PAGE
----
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Browse our collection of photography book reviews.
- Black & white photography
- Close up and macro
- Darkroom manual
- Digital photography
- Digital retouching
- Film / Video
- Photo Journalism
- Photography technique
- Picture editing
A logically laid out book that takes you beyond the Adobe instruction manual, explaining every tool bar and palette in great detail. Being black and white throughout with just a small colour section means it lacks visual appeal but the navigation is good and the side panel tips quick to find. Not the first book I'd recommend for the knowledge thirsty Photoshop user, but a good alternative to the Adobe guide.
Written by an expert car photographer and published by the company famous for their how-to mechanics series indicates we are on to a winner with this book. Tony takes us through the various skill levels from choosing the right film, using the right lens, using filters, then into techniques such as panning and tracking, plus how to shoot a car cornering. He explains all about exposure, time of day, location and much more. There's even a few tips on digital manipulation. Overall a very thorough an...
Five sections, 16 chapters and over 400 pages are provided to help you understand digital cameras and make the most of their features. It explains how you compose photos, use flash, understand exposure, take close ups and much more. Then it leads on to how to get the photos into your PC and edit them. Being in black & white it's not the most inspiring looking book but the info is worthy of a look.
From the writer of many highly successful photographic books comes this one focused on the world of the young child. In his usual style the book has well presented pictures and clearly written captions to help those who want to learn and don't want to trawl through loads of waffle. It takes you through the early stages from birth to crawling and walking with info on how to prop up the tiny ones who can't sit to making the ones who can frown smile. If you have a child on the way or someone has as...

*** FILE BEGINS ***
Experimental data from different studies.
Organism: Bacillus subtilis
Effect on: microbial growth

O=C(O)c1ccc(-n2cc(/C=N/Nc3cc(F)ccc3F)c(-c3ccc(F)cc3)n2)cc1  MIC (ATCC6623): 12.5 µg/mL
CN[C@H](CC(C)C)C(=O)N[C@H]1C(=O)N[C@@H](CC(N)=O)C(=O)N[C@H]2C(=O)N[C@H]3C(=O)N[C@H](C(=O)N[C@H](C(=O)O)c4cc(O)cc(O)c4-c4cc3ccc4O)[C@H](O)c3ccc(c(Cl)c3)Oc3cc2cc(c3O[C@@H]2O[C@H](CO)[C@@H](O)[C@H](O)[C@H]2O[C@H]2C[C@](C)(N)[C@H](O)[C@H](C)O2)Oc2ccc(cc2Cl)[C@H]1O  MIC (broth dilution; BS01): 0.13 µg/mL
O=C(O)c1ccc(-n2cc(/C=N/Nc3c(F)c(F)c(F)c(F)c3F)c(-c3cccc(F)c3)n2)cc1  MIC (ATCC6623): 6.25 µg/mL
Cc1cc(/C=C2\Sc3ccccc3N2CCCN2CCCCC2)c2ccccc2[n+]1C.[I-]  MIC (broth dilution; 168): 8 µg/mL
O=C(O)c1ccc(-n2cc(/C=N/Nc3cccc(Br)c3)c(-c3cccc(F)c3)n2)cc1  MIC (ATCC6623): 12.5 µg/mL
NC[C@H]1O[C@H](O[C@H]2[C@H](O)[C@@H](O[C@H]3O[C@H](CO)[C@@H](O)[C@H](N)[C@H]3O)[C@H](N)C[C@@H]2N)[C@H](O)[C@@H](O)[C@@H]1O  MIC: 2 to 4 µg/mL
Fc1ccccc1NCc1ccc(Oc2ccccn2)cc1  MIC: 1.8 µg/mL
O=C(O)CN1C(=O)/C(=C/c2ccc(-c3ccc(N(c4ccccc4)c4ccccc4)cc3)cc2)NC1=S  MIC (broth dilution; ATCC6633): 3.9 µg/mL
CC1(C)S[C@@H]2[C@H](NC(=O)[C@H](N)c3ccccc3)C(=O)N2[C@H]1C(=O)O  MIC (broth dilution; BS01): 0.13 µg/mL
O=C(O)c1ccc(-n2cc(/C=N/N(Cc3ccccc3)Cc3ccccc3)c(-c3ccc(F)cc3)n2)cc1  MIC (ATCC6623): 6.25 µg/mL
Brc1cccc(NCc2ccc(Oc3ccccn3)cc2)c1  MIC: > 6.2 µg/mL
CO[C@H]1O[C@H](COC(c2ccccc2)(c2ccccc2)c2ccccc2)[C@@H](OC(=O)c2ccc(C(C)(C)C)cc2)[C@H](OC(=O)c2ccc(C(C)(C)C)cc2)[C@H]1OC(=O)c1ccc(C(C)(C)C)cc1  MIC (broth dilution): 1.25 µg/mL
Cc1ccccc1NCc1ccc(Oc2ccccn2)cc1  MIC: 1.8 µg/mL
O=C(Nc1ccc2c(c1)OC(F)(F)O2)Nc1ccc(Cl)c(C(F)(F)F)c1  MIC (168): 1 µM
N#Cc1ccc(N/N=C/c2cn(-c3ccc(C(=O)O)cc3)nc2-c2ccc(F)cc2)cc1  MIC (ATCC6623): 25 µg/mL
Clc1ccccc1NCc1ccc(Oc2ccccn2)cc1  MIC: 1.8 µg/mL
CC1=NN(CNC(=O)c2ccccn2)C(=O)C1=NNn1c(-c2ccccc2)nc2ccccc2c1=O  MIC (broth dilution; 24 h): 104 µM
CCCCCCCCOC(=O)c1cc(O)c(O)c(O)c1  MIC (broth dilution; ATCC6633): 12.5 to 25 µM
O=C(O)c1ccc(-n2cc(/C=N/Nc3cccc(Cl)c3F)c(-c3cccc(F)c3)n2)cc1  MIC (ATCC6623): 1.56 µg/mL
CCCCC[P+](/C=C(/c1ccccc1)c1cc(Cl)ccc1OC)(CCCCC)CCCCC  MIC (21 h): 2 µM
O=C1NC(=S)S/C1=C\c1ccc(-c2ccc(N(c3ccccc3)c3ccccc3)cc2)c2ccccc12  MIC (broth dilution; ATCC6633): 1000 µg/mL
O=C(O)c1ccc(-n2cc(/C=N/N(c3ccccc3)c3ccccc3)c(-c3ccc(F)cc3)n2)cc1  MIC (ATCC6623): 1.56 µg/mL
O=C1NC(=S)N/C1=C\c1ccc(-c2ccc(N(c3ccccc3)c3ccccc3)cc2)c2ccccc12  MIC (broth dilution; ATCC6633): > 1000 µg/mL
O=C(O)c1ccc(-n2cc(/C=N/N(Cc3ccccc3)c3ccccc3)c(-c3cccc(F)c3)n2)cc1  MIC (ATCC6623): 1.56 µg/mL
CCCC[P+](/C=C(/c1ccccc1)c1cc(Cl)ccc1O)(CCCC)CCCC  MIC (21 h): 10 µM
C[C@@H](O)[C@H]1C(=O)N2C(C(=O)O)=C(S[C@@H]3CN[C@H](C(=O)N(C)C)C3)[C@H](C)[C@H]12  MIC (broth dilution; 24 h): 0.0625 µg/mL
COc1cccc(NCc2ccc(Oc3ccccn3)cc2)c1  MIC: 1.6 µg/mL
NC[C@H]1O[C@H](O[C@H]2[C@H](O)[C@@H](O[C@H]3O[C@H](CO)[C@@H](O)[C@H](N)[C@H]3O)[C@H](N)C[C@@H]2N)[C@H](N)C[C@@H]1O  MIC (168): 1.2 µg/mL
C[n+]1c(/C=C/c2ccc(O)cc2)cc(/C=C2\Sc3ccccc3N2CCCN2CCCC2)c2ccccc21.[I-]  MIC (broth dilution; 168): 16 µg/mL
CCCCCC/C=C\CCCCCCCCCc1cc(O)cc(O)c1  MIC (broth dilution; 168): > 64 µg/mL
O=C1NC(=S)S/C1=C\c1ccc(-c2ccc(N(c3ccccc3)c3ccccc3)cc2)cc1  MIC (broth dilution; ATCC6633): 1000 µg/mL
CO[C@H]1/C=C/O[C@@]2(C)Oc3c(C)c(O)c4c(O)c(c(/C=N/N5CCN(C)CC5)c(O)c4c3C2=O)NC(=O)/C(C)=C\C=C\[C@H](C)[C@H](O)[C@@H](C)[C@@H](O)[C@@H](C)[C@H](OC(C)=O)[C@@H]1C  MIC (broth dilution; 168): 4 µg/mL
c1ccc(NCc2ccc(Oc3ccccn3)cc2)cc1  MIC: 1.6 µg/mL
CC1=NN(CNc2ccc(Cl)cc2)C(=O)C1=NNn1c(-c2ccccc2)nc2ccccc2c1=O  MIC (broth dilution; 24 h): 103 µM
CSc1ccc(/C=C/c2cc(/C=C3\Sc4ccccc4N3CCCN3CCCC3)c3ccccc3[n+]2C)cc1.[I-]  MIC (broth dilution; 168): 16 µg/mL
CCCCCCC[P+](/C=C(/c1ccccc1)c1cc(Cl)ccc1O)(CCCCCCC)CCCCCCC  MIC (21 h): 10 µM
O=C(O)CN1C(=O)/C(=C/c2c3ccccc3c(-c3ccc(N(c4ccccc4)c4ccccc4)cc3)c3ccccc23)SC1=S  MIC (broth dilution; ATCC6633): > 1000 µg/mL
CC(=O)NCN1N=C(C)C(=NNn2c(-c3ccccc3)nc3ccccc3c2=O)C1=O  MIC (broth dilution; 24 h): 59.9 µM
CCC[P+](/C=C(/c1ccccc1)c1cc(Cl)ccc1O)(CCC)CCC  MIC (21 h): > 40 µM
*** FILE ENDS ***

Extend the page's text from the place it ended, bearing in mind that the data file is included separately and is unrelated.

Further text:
Like the Complete Photoshop book this is a heavy 768 page reference guide, showing that A) it's potentially going to be thorough and b) Elements is actually one heluva program if it needs a book this thick to cover it. To help you wade through the book it's split into five sections each with loads of sub headings. The sections are: Part I: Photoshop Elements Orientation Part II: Managing the Digital Darkroom Workflow Part III: Adding Special Effects to Your Images Part IV: Preparing Your Pho...
Untitled Document A typical computer style manual that's 730+ pages make it heavy to hold and there's a complete absence of colour. The information however is thorough with the following covered: Part I: Getting to Know Photoshop 1: Getting to Know Photoshop: What It Does Best and What's New in Photoshop 7 2: Understanding the Photoshop Interface 3: Customizing Photoshop's Preferences 4: Importing Existing Images Part II: Editing and Retouching Images ...
From the publishers of the famous DIY car mechanic series, comes this book based on the same idea of getting tools inside your PC case to build, repair, upgrade amd maintain your PC. It has the same hard cover and familiar Haynes logo. Inside the 176 pages is just about everything you'd need to add internal items upgrade ram and soup up you PC. There's a timeline showing the history of the PC, a check list of tools you'll need, pointer pictures to motherboards, sockets and positions in the case...
The work of Bob Carlos Clarke has appeared in just about every photographic magazine and his unique style of photography has shocked, inspired or teased us for over three decades. Now we can find out what really makes this genius tick. The book is a self-published project - no UK publisher would dare to take it on. The pictures are, at times, explicit (almost hardcore), while others are superbly crafted works of fine art. It's a collection that covers Bob's career path from the 60's to present d...
Over 630 pages and, yes, another of those too heavy to hold books. The content is thorough with the writing style fairly much to the point, making it easy to work through. Again photographs are all in greyscale (as most of the US books appear to be). The centre section duplicates many of the greyscale images so you can flick to these to see exactly what the pages are referring to but it would be better if the colour ilustrations were with the relevant text. Overall worth considering, but the Vi...